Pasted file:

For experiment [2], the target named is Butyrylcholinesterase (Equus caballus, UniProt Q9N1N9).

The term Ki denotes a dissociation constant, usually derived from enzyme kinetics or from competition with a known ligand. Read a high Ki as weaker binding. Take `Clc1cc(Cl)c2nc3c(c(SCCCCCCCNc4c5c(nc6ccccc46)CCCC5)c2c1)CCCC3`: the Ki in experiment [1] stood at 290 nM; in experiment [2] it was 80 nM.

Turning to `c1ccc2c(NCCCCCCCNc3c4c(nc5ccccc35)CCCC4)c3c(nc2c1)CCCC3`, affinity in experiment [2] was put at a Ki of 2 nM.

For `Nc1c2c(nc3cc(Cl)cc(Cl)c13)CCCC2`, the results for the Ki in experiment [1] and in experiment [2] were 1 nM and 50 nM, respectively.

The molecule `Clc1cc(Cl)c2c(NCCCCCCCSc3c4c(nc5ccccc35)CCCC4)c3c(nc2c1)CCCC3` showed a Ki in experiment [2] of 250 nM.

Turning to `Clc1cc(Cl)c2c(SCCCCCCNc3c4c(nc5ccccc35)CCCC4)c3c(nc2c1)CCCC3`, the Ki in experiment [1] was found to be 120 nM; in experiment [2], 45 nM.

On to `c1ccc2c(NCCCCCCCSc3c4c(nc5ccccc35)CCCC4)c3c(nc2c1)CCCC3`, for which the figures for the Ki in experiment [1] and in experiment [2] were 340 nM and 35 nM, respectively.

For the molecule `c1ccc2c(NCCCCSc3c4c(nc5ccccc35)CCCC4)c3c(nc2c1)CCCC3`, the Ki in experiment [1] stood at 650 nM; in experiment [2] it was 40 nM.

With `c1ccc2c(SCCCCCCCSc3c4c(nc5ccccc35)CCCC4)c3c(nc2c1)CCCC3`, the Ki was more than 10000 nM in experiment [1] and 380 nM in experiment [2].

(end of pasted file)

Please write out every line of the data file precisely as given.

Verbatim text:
For experiment [2], the target named is Butyrylcholinesterase (Equus caballus, UniProt Q9N1N9).

The term Ki denotes a dissociation constant, usually derived from enzyme kinetics or from competition with a known ligand. Read a high Ki as weaker binding. Take `Clc1cc(Cl)c2nc3c(c(SCCCCCCCNc4c5c(nc6ccccc46)CCCC5)c2c1)CCCC3`: the Ki in experiment [1] stood at 290 nM; in experiment [2] it was 80 nM.

Turning to `c1ccc2c(NCCCCCCCNc3c4c(nc5ccccc35)CCCC4)c3c(nc2c1)CCCC3`, affinity in experiment [2] was put at a Ki of 2 nM.

For `Nc1c2c(nc3cc(Cl)cc(Cl)c13)CCCC2`, the results for the Ki in experiment [1] and in experiment [2] were 1 nM and 50 nM, respectively.

The molecule `Clc1cc(Cl)c2c(NCCCCCCCSc3c4c(nc5ccccc35)CCCC4)c3c(nc2c1)CCCC3` showed a Ki in experiment [2] of 250 nM.

Turning to `Clc1cc(Cl)c2c(SCCCCCCNc3c4c(nc5ccccc35)CCCC4)c3c(nc2c1)CCCC3`, the Ki in experiment [1] was found to be 120 nM; in experiment [2], 45 nM.

On to `c1ccc2c(NCCCCCCCSc3c4c(nc5ccccc35)CCCC4)c3c(nc2c1)CCCC3`, for which the figures for the Ki in experiment [1] and in experiment [2] were 340 nM and 35 nM, respectively.

For the molecule `c1ccc2c(NCCCCSc3c4c(nc5ccccc35)CCCC4)c3c(nc2c1)CCCC3`, the Ki in experiment [1] stood at 650 nM; in experiment [2] it was 40 nM.

With `c1ccc2c(SCCCCCCCSc3c4c(nc5ccccc35)CCCC4)c3c(nc2c1)CCCC3`, the Ki was more than 10000 nM in experiment [1] and 380 nM in experiment [2].